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    LONG-TERM ROTARIANS: Loloma and Colin Puls have spent the best part of four decades involved with the Rotary Club of Horsham, which commemorated 95 years since it was founded on Friday.

Rotary club stays true to purpose

By Sean O’Connell

A well-known service organisation has marked 95 years in Horsham.

Rotary Club of Horsham celebrated its almost century-long history on Friday, with more than 40 people coming together to acknowledge the contributions of the club and its members throughout the years.

Secretary and former president Neil King said the club had not strayed far from the original aims of the organisation, when Rotary was founded in Chicago in 1905.

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“It is a group of individuals who seek to develop themselves personally and do good in their local community,” he said. 

“Horsham’s first members met on October 5, 1928 at a café – later called the Red Cherry Café. On November 4, 1928, the club was chartered,” he said.

Colin and Loloma Puls are longstanding members and have both taken on leadership roles.

Mr Puls become a member 40 years ago, in 1983.

He said the group set out to address community needs and did not always need to wait for someone to reach out to ask for help.

He gave the example of a five-bedroom house members built near the hospital, to accommodate people who may have a loved-one in medical care. 

“In that particular case, one of our members had an idea that people coming a long distance to visit the hospital, or who had family in hospital, had nowhere to stay,” he said.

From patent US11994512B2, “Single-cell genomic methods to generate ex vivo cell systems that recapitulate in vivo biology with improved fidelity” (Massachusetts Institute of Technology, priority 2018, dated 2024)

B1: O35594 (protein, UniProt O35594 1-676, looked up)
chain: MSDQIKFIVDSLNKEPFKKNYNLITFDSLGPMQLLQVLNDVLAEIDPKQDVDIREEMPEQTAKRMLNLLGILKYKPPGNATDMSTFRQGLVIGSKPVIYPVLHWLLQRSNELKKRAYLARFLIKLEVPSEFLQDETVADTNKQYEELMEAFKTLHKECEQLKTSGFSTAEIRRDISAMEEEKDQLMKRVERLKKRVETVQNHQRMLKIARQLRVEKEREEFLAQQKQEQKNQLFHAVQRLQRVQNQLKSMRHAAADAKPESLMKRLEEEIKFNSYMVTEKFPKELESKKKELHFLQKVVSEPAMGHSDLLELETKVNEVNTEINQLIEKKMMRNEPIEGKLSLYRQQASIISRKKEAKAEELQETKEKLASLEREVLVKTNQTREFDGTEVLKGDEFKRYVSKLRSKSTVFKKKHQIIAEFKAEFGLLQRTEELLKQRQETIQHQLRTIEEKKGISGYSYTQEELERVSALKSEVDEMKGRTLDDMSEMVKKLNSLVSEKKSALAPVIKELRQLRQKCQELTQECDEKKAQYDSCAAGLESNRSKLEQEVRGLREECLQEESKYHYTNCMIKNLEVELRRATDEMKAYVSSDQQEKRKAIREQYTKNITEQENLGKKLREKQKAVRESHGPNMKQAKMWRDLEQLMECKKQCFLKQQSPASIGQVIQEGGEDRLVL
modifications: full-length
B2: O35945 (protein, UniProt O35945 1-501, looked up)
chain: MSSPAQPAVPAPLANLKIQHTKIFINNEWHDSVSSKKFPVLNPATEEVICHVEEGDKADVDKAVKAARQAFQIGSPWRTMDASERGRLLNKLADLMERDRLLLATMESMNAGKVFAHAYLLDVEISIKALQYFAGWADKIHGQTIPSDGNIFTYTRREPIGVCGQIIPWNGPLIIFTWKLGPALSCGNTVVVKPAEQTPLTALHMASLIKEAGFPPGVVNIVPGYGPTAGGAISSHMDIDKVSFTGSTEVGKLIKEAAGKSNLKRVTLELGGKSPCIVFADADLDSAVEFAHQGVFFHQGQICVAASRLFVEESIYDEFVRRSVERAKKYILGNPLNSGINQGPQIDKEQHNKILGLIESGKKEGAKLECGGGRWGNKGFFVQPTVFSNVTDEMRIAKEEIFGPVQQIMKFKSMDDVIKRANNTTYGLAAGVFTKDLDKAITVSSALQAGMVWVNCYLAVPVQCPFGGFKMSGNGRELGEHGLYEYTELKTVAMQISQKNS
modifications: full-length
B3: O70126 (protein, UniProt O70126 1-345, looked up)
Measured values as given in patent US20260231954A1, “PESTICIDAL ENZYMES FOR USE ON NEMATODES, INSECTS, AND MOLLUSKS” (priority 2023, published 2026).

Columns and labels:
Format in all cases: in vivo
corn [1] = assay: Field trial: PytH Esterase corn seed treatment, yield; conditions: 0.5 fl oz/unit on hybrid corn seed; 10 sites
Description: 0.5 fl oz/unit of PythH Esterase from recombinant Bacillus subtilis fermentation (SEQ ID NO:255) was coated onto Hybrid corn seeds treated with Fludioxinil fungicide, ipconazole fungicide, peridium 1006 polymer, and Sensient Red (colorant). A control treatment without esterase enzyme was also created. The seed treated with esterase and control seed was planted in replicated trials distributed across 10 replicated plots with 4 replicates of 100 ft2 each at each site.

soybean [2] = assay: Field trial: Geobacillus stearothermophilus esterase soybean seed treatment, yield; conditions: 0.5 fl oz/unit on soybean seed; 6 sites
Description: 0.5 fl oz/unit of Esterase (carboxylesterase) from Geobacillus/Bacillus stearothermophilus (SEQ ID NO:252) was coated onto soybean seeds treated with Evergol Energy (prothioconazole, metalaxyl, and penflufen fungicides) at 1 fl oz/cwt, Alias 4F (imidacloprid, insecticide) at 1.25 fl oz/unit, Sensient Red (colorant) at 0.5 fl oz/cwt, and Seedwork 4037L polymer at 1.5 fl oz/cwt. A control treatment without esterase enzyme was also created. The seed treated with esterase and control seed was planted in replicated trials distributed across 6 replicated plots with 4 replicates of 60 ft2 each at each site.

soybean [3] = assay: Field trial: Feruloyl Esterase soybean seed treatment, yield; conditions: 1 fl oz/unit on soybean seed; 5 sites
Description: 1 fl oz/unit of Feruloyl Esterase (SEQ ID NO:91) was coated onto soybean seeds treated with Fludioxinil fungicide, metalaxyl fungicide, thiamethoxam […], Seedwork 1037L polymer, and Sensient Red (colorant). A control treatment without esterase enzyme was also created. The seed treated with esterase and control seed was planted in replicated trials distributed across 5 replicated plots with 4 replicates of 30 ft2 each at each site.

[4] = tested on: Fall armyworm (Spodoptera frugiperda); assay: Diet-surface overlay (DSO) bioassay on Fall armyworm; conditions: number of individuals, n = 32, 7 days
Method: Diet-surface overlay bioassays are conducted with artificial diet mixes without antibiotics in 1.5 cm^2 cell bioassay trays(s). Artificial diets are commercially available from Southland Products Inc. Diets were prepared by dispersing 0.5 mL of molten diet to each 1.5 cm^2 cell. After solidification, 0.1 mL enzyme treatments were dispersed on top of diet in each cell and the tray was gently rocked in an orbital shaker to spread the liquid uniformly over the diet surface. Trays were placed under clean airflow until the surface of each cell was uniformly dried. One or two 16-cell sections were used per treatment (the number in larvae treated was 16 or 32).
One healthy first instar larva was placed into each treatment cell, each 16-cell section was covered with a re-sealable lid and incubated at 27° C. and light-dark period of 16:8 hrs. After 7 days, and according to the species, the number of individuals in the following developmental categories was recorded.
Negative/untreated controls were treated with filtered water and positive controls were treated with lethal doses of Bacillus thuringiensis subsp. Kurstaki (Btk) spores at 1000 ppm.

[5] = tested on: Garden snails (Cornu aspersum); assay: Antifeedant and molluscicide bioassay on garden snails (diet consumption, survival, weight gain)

“Meals on Wheels, which Rotary started in Horsham, was an obvious one. It was for older people living on their own who weren’t able to look after themselves.”

Mrs Puls, who was the first female president of the club, said the organisation had achieved a lot, both locally and abroad. 

“The big swimming complex in Horsham we have now, a lot of the Rotarians dug the outdoor pool,” she said.

“The Laurie Rudolph Walk that is down along the river, that was all Rotary.

“In 1970, as part of a river beautification project, members filled in brickworks along the river near where the Soundshell is now.”

Mrs Puls said it was the global reach of Rotary that prompted her to join, after attending the World Convention of Rotary in Brisbane in 2003.

She has visited India seven times, helping distribute polio vaccinations on five of those occasions. 

“We were home-hosted by Rotarians, so we’ve been invited back to the weddings of their daughters. I’ve now been to three Indian weddings,” Mrs Puls said. 

“I went to Africa, too, to the school of St Jude, which is in Tanzania, started by a girl from Tamworth in NSW.

“The club sponsored a child to go to the school and Colin and I personally sponsored one.

“Two years ago, we were married 60 years and our daughter put a picture on Facebook of the pair of us. Riziki Fred, who we had sponsored, saw us on Facebook and was so excited. 

“He had been trying to get in touch with me for a long time and he’s done tertiary qualifications, all because Rotary sponsored him.

“He was only a little kid when I visited and I took him a patchwork rug.”

Mr King said Rotary Club of Horsham had 29 active members, including six women, with four new members joining in the new year. 

He said the club hosted meetings fortnightly from 6pm and people wanting more information about joining could email

The entire November 15, 2023 edition of The Weekly Advertiser is available online. READ IT HERE!